Standardization Is Needed to Limit Meter Variability

Researchers at the U.S. Centers for Disease Control and Prevention (CDC) in Atlanta have just finished their first study of blood glucose meters. They found that meters could vary significantly.

When the CDC started their research, they picked the five top-selling meters for 2001—the MediSense Precision, Ascencia Dex, Prestige Smart System, OneTouch Ultra and Accu-Chek Advantage. But the study didn’t rate those meters, says Mary Kimberly, a research chemist. She is the primary author of an article that will be published later in 2006 in the journal Clinica Chimica Acta.

Standardization Needed

The researchers found a lot of variability— differences in repeated tests—among blood glucose meters and concluded that we need standardization to reduce it. They primarily evaluated precision, the ability to give similar readings on successive tests of the same blood sample.

The CDC didn’t study just meters. They also studied the test strips used by the meters and found that the strips were a source of much of the variability.

“In our analysis the age of the strip lot had a lot to do with meter variability,” Kimberly says. “It is very important not to use expired strips.” She adds, “But the variability among monitors can come from sources as well. Use of different accuracy points is a source of variation among meters.”

Accuracy is simply the closeness of agreement with the true value. The problem with accuracy is that different lab standards or reference methods can provide different accuracy points.

“Just because a meter agrees with a specific reference method doesn’t mean that it’s accurate, unless that reference method is traceable to an appropriate higher order standard,” Kimberly says. That’s precisely what’s missing in any attempt to determine meter accuracy.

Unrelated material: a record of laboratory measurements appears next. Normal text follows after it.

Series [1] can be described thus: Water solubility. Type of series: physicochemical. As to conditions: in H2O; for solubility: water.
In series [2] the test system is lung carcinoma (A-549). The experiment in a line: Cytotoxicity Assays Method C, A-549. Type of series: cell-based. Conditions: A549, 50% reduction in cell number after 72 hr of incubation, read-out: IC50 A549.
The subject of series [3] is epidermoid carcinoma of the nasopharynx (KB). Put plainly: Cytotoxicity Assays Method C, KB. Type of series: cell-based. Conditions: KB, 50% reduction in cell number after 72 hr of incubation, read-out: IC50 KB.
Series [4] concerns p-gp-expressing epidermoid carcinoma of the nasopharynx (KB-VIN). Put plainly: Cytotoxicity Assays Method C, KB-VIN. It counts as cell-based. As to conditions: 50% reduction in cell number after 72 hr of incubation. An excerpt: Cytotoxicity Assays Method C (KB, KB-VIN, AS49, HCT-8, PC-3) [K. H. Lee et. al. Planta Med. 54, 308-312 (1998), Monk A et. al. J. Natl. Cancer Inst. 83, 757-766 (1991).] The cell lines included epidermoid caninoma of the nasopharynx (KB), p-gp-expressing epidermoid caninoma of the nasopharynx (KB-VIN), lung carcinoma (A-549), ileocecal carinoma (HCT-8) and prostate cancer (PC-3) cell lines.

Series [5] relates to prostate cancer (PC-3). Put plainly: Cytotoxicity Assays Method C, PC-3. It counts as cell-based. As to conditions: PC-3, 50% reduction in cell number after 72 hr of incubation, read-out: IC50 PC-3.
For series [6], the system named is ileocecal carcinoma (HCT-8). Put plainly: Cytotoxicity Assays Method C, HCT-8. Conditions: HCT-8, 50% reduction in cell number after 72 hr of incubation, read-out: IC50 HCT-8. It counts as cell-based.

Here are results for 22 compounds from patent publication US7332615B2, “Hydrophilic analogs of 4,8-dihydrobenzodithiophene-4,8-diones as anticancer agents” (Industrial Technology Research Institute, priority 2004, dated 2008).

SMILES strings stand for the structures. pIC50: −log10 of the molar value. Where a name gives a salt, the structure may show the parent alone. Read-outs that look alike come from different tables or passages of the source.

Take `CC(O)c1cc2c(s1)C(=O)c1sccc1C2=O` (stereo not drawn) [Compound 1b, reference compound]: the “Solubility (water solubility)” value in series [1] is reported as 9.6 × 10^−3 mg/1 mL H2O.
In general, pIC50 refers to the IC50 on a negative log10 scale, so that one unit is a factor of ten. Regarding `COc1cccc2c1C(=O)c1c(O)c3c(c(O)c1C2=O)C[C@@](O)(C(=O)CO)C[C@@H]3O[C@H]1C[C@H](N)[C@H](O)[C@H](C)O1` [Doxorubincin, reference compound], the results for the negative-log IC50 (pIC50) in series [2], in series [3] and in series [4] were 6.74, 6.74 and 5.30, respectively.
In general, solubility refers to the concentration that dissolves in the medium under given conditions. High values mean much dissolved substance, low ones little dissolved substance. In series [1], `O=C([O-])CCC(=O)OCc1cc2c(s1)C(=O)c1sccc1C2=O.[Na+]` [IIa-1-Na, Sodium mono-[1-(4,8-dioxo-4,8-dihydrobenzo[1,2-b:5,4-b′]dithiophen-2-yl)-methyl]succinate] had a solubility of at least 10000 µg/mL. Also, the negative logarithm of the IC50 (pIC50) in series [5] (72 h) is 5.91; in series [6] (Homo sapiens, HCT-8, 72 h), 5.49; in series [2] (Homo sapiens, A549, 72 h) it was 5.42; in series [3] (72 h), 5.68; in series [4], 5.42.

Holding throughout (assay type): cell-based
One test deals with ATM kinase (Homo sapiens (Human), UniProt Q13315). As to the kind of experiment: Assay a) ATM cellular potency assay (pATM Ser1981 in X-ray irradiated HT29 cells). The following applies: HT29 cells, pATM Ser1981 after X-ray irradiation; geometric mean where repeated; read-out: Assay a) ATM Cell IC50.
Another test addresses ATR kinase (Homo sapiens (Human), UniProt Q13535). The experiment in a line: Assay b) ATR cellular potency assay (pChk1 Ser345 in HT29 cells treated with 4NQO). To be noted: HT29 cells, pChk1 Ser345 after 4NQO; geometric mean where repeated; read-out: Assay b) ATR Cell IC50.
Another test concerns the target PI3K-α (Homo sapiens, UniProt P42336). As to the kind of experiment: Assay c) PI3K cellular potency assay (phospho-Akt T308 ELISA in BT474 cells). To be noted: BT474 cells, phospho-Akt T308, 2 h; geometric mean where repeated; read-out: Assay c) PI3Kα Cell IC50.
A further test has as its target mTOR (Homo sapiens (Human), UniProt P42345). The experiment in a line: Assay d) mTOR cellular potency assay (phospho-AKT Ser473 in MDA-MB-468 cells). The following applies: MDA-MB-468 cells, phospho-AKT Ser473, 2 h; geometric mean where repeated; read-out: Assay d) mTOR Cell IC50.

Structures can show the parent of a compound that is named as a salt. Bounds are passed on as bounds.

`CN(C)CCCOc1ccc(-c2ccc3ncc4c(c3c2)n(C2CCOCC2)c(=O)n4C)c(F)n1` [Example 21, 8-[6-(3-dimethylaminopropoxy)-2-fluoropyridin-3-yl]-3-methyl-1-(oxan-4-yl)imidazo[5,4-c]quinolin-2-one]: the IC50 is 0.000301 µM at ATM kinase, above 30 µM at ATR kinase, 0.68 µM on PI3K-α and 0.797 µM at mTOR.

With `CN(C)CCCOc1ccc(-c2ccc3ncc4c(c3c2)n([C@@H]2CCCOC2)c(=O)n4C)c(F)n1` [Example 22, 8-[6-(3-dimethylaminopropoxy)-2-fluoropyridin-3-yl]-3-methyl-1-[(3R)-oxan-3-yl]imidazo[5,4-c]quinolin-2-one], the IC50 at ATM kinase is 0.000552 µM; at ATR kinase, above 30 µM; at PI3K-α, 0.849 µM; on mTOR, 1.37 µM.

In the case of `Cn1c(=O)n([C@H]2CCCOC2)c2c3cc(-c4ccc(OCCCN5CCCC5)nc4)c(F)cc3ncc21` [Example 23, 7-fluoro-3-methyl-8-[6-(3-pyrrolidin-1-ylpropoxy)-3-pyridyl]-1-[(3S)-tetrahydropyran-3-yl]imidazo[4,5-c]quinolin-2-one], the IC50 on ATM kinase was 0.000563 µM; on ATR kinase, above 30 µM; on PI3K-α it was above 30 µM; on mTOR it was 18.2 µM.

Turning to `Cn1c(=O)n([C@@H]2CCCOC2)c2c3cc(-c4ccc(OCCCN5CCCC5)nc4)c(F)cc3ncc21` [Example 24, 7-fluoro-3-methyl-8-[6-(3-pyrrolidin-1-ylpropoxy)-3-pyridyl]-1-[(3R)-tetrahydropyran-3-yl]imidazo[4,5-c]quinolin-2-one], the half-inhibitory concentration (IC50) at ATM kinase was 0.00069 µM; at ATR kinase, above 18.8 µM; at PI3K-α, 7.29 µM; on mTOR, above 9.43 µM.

We lack standardization because we don’t have agreement yet on what our blood glucose numbers are based on. Kimberly told me that the study didn’t look at accuracy, because the reference system isn’t completely developed.

Who’s going to develop it? Kimberly says that the U.S. National Institute of Standards and Technology is likely to develop the standard. It looks like I will be reporting on their work in a future column.

The HemoCue Standard

The CDC study of meter variability screened participants with a HemoCue 201 meter. It’s the gold standard meter, but only healthcare professionals can buy it. Still, about three years ago, I got one from HemoCue, a Swedish company, and wrote about it then.

The company told me at that time that they would eventually have a meter for the U.S. home market. The CDC study prompted me to contact HemoCue again.

I learned that the company has just introduced its home meter in Sweden, and that they and their meter are coming here soon. I will report on my meeting with them in a future column.

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